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HOME  > Past issues  > 2020 September 30 - October 6  > Opposition parties interview scholars rejected by PM Suga to be SCJ members
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2020 September 30 - October 6 [POLITICS]

Opposition parties interview scholars rejected by PM Suga to be SCJ members

October 6, 2020
Three of the six scholars whose nomination for Science Council of Japan membership were rejected by Prime Minister Suga Yoshihide demanded on October 5 that the Diet condemn unjustness and illegality of the rejection and uncover the reason behind it.

They made this demand in their interview with opposition parties including the Japanese Communist Party on the day.

The three scholars are: Professor at Ritsumeikan University Matsumiya Takaaki, Professor at the Jikei University of Medicine Ozawa Ryuichi, and Waseda University Professor Okada Masaaki.

An interview with Professor Matsumiya took place in Kyoto where Ritsumeikan University is located. In the interview, Matsumiya pointed out that PM Suga’s unilateral refusal to accept the SCJ’s selection of members undermines the independence of the organization. The professor went on to point out, “The blatant infringement of academic freedom in this way can have a serious negative impact on society.” He expressed his concern that the Suga administration has no understanding of the academic community, and demanded that the opposition forces conduct Diet discussions regarding the importance of independent academic organizations in other countries as well as in Japan.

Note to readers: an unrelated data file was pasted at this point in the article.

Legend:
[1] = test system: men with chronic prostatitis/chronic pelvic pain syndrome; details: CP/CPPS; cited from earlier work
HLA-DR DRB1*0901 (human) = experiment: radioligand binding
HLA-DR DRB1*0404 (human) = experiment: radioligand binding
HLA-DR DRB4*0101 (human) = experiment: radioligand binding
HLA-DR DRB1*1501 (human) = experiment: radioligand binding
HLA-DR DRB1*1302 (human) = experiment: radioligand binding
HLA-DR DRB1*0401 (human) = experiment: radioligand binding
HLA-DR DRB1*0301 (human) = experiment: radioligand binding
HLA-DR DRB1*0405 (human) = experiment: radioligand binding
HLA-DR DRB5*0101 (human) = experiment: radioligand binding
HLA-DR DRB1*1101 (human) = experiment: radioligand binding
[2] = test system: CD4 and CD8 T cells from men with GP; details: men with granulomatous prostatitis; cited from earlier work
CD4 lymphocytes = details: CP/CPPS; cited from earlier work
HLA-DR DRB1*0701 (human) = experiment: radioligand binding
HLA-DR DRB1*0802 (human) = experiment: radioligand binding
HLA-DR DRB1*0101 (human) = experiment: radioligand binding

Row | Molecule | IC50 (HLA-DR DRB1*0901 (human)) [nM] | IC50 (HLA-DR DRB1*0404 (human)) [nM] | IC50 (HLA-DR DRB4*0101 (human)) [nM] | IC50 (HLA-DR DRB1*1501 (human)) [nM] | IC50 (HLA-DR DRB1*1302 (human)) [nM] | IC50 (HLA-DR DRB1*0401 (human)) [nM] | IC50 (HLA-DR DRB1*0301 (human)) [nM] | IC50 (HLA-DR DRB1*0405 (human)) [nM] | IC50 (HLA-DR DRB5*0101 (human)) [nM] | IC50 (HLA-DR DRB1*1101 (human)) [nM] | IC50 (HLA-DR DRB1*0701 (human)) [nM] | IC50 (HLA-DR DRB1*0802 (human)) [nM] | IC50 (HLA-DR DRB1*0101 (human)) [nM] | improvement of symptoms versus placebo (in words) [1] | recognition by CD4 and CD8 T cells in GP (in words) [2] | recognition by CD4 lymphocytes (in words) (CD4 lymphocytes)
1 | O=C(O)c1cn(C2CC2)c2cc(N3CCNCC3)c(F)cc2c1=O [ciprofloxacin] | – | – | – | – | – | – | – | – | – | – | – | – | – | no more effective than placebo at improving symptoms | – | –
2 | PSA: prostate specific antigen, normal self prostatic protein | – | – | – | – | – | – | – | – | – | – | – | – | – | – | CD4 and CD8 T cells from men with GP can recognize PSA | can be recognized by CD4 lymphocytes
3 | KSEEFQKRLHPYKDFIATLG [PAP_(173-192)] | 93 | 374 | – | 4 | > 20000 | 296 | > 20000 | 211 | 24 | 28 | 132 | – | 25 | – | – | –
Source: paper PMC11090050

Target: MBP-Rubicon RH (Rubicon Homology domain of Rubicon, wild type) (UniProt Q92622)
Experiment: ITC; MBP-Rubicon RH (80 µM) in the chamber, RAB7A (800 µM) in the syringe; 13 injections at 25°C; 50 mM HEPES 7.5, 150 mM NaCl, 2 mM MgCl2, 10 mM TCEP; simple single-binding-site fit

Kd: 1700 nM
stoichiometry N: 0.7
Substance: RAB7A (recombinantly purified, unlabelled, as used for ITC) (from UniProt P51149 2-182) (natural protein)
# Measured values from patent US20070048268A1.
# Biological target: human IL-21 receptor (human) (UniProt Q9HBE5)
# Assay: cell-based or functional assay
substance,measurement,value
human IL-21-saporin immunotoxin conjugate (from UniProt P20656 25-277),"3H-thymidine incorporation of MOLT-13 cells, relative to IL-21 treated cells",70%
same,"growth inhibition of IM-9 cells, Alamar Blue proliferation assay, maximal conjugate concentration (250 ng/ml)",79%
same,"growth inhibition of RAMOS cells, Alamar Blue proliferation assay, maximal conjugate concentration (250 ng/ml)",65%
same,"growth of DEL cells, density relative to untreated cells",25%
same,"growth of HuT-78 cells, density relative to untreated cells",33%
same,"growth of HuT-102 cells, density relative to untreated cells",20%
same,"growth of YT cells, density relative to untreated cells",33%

In an interview held in Tokyo, Professor Ozawa referred to a remark made by Chief Cabinet Secretary Kato Katsunobu that PM Suga decided to turn down the SCJ’s recommendation utilizing “a wide range of perspectives”. Ozawa said, “I hope that opposition parties’ Diet efforts will clarify what ‘perspective’ PM Suga has.”

In an opposition party interview which was held in Kawasaki City, Professor Okada problematized PM Suga’s refusal without his offering a convincing explanation. Okada said, “Unexplained rejection can have chilling effects on research activities because researchers could develop an overwhelming fear bordering on paranoia that their behavior may lead to cuts in state subsidies or other negative consequences.”

Furthermore, Okada sounded an alarm bell by saying that it is highly likely that some academics will refrain from becoming opposition parties’ unsworn witnesses regarding government policies and others will avoid expressing their opinions critical of government policies in the media.”
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